Meeting to discuss ash borer impact on parks
Jan. 12, 2015
It's an issue that's really bugging the Niagara Parks Commission.
A public information session is being held Tuesday to discuss the impact the emerald ash borer is having on Ash trees along parks commission lands.
The meeting, to run between 4:30 and 7:30 p.m. at Legends on the Niagara Clubhouse on Willoughby Dr. in Niagara Falls, will outline the commission's plan for the golf property in particular.
The parks has developed an emerald ash borer forestry management plan to address the spread of this particular species, which has affected the high concentration of Ash trees found in and along the Legends property.
Parks and forestry staff have been monitoring and evaluating ash borers as they have made their way across Ontario and into Niagara, including within the lands protected by the commission.
The non-native insect literally sucks the life out of Ash trees. It burrows under the bark and removes the tree's ability to retain the nutrients it needs to sustain its health and growth.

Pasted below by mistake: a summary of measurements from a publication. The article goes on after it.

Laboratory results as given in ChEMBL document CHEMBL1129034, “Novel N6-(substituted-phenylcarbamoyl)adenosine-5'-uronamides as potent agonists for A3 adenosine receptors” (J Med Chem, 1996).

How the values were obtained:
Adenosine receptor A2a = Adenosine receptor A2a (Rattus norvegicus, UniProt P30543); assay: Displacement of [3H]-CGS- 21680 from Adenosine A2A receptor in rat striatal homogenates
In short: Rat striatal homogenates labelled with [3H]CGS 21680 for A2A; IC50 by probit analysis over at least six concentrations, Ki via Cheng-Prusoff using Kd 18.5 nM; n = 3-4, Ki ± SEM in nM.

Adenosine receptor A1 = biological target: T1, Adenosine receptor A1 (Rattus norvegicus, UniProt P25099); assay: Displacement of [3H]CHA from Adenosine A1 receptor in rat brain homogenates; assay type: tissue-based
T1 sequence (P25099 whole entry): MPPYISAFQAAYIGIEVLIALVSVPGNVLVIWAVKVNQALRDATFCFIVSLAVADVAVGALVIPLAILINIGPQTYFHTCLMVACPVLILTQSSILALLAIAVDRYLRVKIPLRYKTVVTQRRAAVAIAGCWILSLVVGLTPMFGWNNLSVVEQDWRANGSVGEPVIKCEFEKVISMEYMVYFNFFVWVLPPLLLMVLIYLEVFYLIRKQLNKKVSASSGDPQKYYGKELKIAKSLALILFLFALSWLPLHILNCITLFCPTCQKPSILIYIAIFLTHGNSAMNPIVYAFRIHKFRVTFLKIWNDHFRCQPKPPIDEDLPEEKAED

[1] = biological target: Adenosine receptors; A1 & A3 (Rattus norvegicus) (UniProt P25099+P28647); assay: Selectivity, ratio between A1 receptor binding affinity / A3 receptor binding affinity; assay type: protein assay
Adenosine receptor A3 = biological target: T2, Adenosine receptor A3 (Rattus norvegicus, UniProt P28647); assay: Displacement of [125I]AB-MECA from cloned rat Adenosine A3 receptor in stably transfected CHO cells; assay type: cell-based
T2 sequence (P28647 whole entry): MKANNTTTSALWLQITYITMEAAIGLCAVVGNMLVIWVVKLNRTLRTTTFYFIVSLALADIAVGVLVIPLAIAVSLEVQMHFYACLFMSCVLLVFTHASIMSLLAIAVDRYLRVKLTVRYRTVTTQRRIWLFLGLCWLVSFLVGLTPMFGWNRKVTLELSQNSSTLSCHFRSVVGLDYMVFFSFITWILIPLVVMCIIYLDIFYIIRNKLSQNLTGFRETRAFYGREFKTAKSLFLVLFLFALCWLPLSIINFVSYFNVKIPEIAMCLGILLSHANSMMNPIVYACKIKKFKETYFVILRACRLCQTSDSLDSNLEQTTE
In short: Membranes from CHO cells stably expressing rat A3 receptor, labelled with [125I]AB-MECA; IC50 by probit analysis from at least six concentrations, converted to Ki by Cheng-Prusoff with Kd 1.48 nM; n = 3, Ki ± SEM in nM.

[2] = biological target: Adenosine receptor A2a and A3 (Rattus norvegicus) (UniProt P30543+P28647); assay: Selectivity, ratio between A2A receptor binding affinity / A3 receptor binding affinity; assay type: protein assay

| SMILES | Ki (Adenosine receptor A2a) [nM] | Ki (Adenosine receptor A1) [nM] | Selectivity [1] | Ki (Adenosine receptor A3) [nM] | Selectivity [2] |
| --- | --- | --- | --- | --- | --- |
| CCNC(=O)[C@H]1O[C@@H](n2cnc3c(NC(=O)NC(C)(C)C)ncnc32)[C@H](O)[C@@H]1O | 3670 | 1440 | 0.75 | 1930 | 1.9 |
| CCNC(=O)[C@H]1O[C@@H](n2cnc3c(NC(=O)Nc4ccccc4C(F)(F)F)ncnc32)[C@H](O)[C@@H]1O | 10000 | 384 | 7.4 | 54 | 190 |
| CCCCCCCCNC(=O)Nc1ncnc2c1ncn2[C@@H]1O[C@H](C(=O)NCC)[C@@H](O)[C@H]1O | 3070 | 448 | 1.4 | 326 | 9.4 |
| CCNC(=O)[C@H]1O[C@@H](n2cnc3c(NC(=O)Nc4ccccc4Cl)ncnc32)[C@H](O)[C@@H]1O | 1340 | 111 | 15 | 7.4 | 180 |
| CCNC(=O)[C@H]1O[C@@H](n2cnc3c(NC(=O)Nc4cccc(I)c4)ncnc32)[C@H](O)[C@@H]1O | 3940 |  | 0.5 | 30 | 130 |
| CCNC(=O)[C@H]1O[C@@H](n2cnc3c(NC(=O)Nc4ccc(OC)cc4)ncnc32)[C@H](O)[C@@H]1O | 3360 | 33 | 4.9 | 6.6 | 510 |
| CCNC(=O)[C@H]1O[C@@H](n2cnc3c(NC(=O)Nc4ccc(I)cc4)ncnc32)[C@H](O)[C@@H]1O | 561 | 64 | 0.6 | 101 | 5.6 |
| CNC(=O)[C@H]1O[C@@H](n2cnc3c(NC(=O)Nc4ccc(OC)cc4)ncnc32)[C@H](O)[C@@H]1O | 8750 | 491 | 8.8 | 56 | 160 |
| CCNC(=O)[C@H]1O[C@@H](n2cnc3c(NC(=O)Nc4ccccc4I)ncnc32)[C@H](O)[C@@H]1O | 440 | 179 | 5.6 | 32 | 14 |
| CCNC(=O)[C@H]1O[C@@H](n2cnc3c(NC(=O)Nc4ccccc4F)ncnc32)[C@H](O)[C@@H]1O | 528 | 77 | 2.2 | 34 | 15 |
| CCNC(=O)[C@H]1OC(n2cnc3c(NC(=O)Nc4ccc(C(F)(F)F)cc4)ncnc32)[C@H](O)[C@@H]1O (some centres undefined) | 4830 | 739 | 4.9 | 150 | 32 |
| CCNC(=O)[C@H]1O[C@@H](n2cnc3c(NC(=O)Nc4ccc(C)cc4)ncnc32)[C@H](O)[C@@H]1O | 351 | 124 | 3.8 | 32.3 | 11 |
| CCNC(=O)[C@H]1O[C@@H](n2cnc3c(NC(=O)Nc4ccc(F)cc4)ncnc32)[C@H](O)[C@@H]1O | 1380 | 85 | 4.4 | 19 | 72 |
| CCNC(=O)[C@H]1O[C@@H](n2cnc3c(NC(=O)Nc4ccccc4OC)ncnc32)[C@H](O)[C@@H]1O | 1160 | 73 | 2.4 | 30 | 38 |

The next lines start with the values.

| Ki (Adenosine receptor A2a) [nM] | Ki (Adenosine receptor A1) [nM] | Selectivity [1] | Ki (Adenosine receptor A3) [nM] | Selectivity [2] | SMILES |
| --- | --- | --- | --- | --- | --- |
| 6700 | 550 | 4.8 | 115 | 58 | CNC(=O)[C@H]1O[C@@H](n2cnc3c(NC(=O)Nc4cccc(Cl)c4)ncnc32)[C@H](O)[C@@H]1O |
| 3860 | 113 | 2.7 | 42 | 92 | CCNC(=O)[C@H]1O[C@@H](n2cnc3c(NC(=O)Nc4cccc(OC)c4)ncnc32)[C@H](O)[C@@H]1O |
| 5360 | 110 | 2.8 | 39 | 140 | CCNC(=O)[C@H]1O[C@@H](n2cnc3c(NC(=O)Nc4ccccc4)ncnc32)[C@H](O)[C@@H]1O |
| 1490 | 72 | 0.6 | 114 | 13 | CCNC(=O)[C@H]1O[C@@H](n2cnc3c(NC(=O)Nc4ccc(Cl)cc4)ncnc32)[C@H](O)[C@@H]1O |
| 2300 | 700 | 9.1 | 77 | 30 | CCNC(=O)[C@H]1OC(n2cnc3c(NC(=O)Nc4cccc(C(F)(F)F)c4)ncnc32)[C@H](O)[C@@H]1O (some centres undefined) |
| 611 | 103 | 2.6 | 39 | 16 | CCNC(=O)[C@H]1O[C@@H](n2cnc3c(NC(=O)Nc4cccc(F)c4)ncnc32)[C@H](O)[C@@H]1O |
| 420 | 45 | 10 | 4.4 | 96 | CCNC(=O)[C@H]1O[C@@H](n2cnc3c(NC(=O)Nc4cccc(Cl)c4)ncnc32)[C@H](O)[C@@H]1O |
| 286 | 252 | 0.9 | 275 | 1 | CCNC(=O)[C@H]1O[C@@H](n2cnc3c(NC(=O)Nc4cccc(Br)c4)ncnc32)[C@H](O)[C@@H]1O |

Municipalities and agencies across Ontario have taken various measures to limit the impacts of the bug on tree-lined streets and within forested areas.
Working with other agencies and using modern forestry management techniques, the commission has provided funding to preserve the environmental and esthetic benefits of the tree population within its lands.
Through a combination of monitoring, removals and replacements, it has worked to address the consequences of the ash borer to the Ash tree population on its lands.
One strategy to be implemented this winter is a low-intensity thinning on a 40 hectare parcel of land in the northeast area of Legends.
In anticipation of the ash borer and its impact, staff planted more than 30,000 new trees and seedlings within the parks in 2014, including the restoration of more than nine hectares at Legends.
During 2015 and 2016, an additional 40,000 new trees and seedlings will be planted as part of NPC’s forestry restorative efforts.